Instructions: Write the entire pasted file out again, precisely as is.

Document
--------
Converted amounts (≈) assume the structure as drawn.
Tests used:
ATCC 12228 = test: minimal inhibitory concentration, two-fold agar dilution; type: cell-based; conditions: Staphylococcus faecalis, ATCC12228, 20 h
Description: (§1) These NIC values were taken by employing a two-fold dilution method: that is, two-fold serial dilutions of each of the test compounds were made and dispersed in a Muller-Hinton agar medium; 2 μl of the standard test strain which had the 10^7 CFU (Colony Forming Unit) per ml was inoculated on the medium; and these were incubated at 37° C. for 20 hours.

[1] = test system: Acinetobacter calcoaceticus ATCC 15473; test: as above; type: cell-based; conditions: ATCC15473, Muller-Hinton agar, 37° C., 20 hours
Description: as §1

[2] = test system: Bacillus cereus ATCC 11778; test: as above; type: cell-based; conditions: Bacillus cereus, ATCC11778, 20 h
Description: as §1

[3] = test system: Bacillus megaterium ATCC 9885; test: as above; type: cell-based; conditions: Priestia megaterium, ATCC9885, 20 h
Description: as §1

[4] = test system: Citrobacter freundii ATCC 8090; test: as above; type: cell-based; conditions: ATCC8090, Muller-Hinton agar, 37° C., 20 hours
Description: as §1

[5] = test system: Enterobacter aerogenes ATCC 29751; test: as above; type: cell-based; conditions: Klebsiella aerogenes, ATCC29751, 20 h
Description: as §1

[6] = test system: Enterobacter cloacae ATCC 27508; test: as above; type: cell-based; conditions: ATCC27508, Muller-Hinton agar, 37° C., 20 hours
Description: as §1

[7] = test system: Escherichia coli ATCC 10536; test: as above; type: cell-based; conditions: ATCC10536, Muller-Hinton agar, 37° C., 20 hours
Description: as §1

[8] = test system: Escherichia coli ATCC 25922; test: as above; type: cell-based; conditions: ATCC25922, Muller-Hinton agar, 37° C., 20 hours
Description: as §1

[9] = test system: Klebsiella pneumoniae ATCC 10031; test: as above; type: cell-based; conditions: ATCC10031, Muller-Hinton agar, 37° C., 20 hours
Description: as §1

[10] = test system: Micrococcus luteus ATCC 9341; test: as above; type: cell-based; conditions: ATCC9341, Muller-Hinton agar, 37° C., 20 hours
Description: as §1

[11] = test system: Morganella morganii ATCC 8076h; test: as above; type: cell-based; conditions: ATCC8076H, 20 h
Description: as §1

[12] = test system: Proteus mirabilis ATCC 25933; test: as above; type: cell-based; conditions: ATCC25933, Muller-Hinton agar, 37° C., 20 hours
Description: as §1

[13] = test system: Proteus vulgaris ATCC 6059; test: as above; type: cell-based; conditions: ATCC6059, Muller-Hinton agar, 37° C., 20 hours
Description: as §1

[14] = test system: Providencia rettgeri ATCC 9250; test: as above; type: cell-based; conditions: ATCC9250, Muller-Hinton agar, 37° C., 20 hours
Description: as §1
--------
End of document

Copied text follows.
Converted amounts (≈) assume the structure as drawn.
Tests used:
ATCC 12228 = test: minimal inhibitory concentration, two-fold agar dilution; type: cell-based; conditions: Staphylococcus faecalis, ATCC12228, 20 h
Description: (§1) These NIC values were taken by employing a two-fold dilution method: that is, two-fold serial dilutions of each of the test compounds were made and dispersed in a Muller-Hinton agar medium; 2 μl of the standard test strain which had the 10^7 CFU (Colony Forming Unit) per ml was inoculated on the medium; and these were incubated at 37° C. for 20 hours.

[1] = test system: Acinetobacter calcoaceticus ATCC 15473; test: as above; type: cell-based; conditions: ATCC15473, Muller-Hinton agar, 37° C., 20 hours
Description: as §1

[2] = test system: Bacillus cereus ATCC 11778; test: as above; type: cell-based; conditions: Bacillus cereus, ATCC11778, 20 h
Description: as §1

[3] = test system: Bacillus megaterium ATCC 9885; test: as above; type: cell-based; conditions: Priestia megaterium, ATCC9885, 20 h
Description: as §1

[4] = test system: Citrobacter freundii ATCC 8090; test: as above; type: cell-based; conditions: ATCC8090, Muller-Hinton agar, 37° C., 20 hours
Description: as §1

[5] = test system: Enterobacter aerogenes ATCC 29751; test: as above; type: cell-based; conditions: Klebsiella aerogenes, ATCC29751, 20 h
Description: as §1

[6] = test system: Enterobacter cloacae ATCC 27508; test: as above; type: cell-based; conditions: ATCC27508, Muller-Hinton agar, 37° C., 20 hours
Description: as §1

[7] = test system: Escherichia coli ATCC 10536; test: as above; type: cell-based; conditions: ATCC10536, Muller-Hinton agar, 37° C., 20 hours
Description: as §1

[8] = test system: Escherichia coli ATCC 25922; test: as above; type: cell-based; conditions: ATCC25922, Muller-Hinton agar, 37° C., 20 hours
Description: as §1

[9] = test system: Klebsiella pneumoniae ATCC 10031; test: as above; type: cell-based; conditions: ATCC10031, Muller-Hinton agar, 37° C., 20 hours
Description: as §1

[10] = test system: Micrococcus luteus ATCC 9341; test: as above; type: cell-based; conditions: ATCC9341, Muller-Hinton agar, 37° C., 20 hours
Description: as §1

[11] = test system: Morganella morganii ATCC 8076h; test: as above; type: cell-based; conditions: ATCC8076H, 20 h
Description: as §1

[12] = test system: Proteus mirabilis ATCC 25933; test: as above; type: cell-based; conditions: ATCC25933, Muller-Hinton agar, 37° C., 20 hours
Description: as §1

[13] = test system: Proteus vulgaris ATCC 6059; test: as above; type: cell-based; conditions: ATCC6059, Muller-Hinton agar, 37° C., 20 hours
Description: as §1

[14] = test system: Providencia rettgeri ATCC 9250; test: as above; type: cell-based; conditions: ATCC9250, Muller-Hinton agar, 37° C., 20 hours
Description: as §1